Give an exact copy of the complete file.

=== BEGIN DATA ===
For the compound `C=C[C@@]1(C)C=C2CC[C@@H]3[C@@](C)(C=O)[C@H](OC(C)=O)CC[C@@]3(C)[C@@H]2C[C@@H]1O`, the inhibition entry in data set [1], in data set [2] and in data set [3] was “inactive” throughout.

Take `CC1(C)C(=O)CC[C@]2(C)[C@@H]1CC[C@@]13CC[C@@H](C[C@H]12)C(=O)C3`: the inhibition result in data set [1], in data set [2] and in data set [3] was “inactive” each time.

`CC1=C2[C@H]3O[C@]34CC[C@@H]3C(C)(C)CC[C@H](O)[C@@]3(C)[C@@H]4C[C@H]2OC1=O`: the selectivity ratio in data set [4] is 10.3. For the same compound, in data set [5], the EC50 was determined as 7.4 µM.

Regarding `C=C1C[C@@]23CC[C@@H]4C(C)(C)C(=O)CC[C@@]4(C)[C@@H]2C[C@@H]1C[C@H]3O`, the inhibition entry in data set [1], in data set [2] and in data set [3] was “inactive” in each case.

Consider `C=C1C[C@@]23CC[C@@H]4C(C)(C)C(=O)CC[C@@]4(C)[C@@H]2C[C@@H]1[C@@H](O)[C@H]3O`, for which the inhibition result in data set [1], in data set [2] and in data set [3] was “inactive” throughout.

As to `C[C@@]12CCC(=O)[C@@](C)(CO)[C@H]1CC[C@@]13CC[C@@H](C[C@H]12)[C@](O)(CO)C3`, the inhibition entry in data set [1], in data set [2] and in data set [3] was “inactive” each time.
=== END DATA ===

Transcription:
For the compound `C=C[C@@]1(C)C=C2CC[C@@H]3[C@@](C)(C=O)[C@H](OC(C)=O)CC[C@@]3(C)[C@@H]2C[C@@H]1O`, the inhibition entry in data set [1], in data set [2] and in data set [3] was “inactive” throughout.

Take `CC1(C)C(=O)CC[C@]2(C)[C@@H]1CC[C@@]13CC[C@@H](C[C@H]12)C(=O)C3`: the inhibition result in data set [1], in data set [2] and in data set [3] was “inactive” each time.

`CC1=C2[C@H]3O[C@]34CC[C@@H]3C(C)(C)CC[C@H](O)[C@@]3(C)[C@@H]4C[C@H]2OC1=O`: the selectivity ratio in data set [4] is 10.3. For the same compound, in data set [5], the EC50 was determined as 7.4 µM.

Regarding `C=C1C[C@@]23CC[C@@H]4C(C)(C)C(=O)CC[C@@]4(C)[C@@H]2C[C@@H]1C[C@H]3O`, the inhibition entry in data set [1], in data set [2] and in data set [3] was “inactive” in each case.

Consider `C=C1C[C@@]23CC[C@@H]4C(C)(C)C(=O)CC[C@@]4(C)[C@@H]2C[C@@H]1[C@@H](O)[C@H]3O`, for which the inhibition result in data set [1], in data set [2] and in data set [3] was “inactive” throughout.

As to `C[C@@]12CCC(=O)[C@@](C)(CO)[C@H]1CC[C@@]13CC[C@@H](C[C@H]12)[C@](O)(CO)C3`, the inhibition entry in data set [1], in data set [2] and in data set [3] was “inactive” each time.